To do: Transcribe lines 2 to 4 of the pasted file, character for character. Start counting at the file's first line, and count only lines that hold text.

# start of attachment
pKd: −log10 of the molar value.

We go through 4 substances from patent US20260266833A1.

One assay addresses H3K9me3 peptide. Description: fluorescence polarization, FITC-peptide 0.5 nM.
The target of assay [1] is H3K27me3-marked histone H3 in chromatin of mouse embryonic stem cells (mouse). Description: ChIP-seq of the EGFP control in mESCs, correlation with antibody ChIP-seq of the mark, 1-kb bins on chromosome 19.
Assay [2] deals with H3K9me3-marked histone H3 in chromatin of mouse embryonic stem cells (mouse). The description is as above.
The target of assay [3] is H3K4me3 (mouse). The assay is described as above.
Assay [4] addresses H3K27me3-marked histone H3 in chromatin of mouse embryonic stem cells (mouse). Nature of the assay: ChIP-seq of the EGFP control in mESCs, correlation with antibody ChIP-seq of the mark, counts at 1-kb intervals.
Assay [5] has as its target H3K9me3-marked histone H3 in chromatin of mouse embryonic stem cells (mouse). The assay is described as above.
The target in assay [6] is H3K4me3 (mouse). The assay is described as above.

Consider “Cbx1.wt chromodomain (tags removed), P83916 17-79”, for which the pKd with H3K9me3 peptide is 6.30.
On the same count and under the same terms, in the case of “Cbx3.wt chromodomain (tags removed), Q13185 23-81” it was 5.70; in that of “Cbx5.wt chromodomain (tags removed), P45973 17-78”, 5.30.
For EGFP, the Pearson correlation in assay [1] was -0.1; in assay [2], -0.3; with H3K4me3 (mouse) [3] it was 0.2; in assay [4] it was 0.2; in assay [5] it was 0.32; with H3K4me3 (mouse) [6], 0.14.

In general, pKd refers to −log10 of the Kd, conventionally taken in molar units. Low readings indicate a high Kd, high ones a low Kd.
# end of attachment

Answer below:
We go through 4 substances from patent US20260266833A1.

One assay addresses H3K9me3 peptide. Description: fluorescence polarization, FITC-peptide 0.5 nM.
The target of assay [1] is H3K27me3-marked histone H3 in chromatin of mouse embryonic stem cells (mouse). Description: ChIP-seq of the EGFP control in mESCs, correlation with antibody ChIP-seq of the mark, 1-kb bins on chromosome 19.